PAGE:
Button, 15th Ludhiana Sikhs, 1901-1922

Small brass button with the regimental number, '15', within a quoit bearing the title, 'Ludhiana Sikhs', surmounted by a crown. Quoits, or chakram, are a traditional edged weapon from the Indian subcontinent, particularly associated with Sikh fighters. They take the form of a flattened metal ring of varying circumference, with a sharpened outer edge, which can be thrown or used in hand-to-hand combat. The regiment was raised in 1846, drawing on disbanded Sikh forces, defeated in the 1st Sikh War (1845-1846). As The Regiment of Ludhiana, the unit remained loyal to the British during the Indian Mutiny (1857-1859). The regiment was numbered the 15th Regiment of Bengal Native Infantry in 1861, becoming the 15th (The Ludhiana) Regiment of Bengal Native Infantry in 1864. The regiment fought in the 2nd Afghan War (1878-1880) and in the 1st Sudan War (1884-1885).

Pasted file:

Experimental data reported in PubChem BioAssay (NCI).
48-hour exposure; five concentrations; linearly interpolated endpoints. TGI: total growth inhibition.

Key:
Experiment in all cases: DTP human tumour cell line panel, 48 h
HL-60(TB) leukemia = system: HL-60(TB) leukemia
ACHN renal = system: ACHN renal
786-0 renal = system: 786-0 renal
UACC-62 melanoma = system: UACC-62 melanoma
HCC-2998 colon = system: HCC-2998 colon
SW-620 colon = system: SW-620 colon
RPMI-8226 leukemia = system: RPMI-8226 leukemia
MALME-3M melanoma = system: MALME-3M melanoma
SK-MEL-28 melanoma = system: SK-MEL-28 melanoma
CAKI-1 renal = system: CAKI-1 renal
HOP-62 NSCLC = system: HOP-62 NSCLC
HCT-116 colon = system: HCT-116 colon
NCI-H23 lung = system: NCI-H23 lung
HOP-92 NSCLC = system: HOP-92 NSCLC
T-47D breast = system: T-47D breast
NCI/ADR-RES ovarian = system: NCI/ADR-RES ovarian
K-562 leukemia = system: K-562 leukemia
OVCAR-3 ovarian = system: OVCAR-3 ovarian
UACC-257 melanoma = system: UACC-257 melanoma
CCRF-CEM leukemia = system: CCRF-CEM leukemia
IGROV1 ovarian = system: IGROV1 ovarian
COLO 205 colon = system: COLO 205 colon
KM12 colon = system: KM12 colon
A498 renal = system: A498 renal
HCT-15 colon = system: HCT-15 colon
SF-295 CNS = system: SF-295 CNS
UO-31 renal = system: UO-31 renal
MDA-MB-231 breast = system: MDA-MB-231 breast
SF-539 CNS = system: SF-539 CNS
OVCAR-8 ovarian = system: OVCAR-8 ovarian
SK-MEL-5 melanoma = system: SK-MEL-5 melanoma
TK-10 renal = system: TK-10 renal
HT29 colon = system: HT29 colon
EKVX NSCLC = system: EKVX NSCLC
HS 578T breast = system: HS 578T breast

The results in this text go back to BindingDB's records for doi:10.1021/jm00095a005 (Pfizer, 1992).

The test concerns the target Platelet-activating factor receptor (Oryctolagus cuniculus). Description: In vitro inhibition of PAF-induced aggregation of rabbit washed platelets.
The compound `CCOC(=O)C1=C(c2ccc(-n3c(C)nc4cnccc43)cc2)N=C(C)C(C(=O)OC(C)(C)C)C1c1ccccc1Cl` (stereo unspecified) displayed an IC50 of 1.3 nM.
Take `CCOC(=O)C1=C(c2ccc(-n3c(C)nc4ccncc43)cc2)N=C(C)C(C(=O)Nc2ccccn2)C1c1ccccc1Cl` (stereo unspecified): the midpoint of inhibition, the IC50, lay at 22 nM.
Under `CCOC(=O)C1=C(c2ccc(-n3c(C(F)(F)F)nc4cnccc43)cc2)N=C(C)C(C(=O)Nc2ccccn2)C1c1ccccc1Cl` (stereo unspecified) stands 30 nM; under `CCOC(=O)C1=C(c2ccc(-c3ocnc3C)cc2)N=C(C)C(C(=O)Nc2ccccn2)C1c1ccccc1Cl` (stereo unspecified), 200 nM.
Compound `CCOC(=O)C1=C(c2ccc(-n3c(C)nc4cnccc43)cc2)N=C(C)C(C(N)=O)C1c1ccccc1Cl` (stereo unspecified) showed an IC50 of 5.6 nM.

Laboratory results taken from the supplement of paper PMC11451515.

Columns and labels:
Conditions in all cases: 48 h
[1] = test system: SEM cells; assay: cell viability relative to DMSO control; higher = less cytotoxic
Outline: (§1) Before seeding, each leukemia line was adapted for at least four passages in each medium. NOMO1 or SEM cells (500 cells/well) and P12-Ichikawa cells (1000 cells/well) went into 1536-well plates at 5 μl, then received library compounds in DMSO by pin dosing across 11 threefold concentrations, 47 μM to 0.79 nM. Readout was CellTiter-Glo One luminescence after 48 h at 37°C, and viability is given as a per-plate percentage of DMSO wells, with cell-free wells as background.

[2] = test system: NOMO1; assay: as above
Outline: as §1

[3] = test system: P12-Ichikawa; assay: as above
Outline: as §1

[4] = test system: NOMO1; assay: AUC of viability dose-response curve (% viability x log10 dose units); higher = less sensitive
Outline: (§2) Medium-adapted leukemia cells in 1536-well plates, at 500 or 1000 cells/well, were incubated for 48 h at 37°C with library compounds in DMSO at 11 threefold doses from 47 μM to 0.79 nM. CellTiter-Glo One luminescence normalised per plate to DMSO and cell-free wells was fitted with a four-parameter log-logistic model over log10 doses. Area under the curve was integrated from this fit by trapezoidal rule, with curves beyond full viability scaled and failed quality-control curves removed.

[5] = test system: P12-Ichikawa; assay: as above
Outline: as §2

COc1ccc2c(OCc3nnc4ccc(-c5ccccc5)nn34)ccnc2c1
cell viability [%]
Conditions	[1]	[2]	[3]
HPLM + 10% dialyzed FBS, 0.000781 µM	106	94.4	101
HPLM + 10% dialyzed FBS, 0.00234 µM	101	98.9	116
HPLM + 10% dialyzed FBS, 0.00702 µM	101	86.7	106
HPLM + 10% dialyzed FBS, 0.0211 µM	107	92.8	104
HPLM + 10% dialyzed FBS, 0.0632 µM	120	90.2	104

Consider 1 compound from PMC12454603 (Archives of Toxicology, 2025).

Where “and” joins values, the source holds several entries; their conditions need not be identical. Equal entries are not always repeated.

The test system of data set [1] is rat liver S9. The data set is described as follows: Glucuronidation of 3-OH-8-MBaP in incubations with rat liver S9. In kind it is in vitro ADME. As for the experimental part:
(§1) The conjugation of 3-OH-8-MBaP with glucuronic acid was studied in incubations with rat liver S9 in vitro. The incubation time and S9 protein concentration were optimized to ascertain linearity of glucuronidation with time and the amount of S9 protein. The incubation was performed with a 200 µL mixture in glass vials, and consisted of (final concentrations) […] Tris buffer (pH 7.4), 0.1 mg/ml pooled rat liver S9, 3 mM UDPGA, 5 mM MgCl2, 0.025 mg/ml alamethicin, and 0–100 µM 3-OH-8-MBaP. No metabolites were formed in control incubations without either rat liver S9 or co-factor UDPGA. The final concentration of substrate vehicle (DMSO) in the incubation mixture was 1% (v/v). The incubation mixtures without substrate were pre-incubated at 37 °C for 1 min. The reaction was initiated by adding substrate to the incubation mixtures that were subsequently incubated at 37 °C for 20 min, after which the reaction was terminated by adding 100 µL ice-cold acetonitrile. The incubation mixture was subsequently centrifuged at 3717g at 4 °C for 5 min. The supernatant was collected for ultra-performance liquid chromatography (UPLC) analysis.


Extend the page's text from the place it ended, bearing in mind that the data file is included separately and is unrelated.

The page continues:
It was stationed on the North West Frontier during much of the 1890s and 1900s, taking part in the Relief of Chitral (1895) and the Malakand and Tirah Operations (1897-1898). The regiment was active on the Western Front and in the Middle East during World War One (1914-1918). It fought the Senussi tribe in Egypt and Turkish forces in Mesopotamia. After the First World War the regiment was amalgamated with other units, and formed the 2nd Battalion of the 11th Sikh Regiment in 1922, eventually becoming part of the Indian Army after independence from Britain was gained in 1947.